The former Baltimore Police Department officer, who was previously sentenced to 60 days in prison for failing to stop the assault, does not have to serve time in prison.
Circuit Judge Kendra Young Osby on Monday suspended the full sentence of Christopher Nguyen, 27, but gave him 18 months of supervised probation and implied probation, according to a video review of the hearing. I ordered you to complete your prejudice training.
“He pretty much lost everything else,” Orsby said before announcing the verdict. She suggested that Nguyen had always wanted to be a police officer, but said that due to his beliefs, he would likely be ineligible to be hired by another agency.
“It’s the end for him and it’s been his lifelong dream,” the judge said.
Nguyen was charged with reckless endangerment and office misconduct in 2021 after prosecutors said he did not intervene in the 2020 attack.
Furthermore, the judge said the victim’s family simply wanted Nguyen not to work as a police officer, and that the victim’s mother “didn’t want him to be a police officer.”
“That was all she wanted,” said Osby.
Nguyen did not speak at the hearing. He was then hugged by several uniformed officers who attended the hearing.
Prosecutors previously said Nguyen “failed to adequately monitor, secure, or otherwise detain suspect Kenneth Sommers,” and accused the victim, Wayne Brown, of Sommers’ business, Bellair. – Accused of stealing a car from Crazy Kenny’s Junk Cars in the Edison District.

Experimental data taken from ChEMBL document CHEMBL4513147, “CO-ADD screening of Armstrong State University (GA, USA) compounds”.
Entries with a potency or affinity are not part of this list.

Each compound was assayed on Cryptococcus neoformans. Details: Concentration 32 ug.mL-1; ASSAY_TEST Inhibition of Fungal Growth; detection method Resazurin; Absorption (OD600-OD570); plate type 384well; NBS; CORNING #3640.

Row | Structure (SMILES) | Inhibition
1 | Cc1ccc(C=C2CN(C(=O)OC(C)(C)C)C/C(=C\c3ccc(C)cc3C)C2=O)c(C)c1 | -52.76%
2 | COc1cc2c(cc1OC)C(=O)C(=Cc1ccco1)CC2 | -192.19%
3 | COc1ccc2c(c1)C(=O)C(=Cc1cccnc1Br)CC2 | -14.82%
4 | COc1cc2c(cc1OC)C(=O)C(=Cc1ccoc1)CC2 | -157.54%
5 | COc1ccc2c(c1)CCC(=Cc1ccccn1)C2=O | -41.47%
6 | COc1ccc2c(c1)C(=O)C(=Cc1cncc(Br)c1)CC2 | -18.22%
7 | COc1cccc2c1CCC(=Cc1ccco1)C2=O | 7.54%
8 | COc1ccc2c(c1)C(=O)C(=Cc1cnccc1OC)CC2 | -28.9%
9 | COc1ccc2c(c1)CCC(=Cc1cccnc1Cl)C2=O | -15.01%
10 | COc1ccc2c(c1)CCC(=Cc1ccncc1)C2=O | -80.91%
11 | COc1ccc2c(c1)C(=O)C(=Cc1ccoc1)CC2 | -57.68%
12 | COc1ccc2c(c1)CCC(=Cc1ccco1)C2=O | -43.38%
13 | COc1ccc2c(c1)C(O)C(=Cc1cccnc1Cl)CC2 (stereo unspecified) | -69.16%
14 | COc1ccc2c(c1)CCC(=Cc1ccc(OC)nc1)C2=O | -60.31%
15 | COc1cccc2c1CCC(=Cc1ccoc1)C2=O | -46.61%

Somers tracked the car to Kolb Avenue, where he confronted Brown. In front of Nguyen, Sommers said to Brown, can you see? Before you kick your head, remember me, according to prosecutors.
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Body-worn camera footage of the incident showed Nguyen arriving at the scene and talking to Somers, who was waiting on the street in his pickup truck. Somers tells Nguyen that a man stole a car from his business, Crazy Kenny’s Junk Cars, in the Berea Edison neighborhood, and tracked the car to Kolb Avenue, where he confronted him.
Nguyen was convicted of reckless endangerment in August.
Somers was charged and convicted of first-degree assault and reckless endangerment, according to online court records.
A search of online court records found no charges against Brown alleging vehicle theft.
A spokeswoman for the Baltimore Police Department confirmed Friday that Nguyen is no longer with the police force.
Ball will file a motion to reconsider the sentence and have Nguyen finish his sentence in home custody or out of jurisdiction so he does not have to risk his safety serving alongside people he may have encountered as a police officer. I asked Nguyen for help.
Assistant State Attorney Ernest Rights said at the hearing that the state and Brown’s family were against home detention, but not against Nguyen serving a prison sentence outside of the jurisdiction.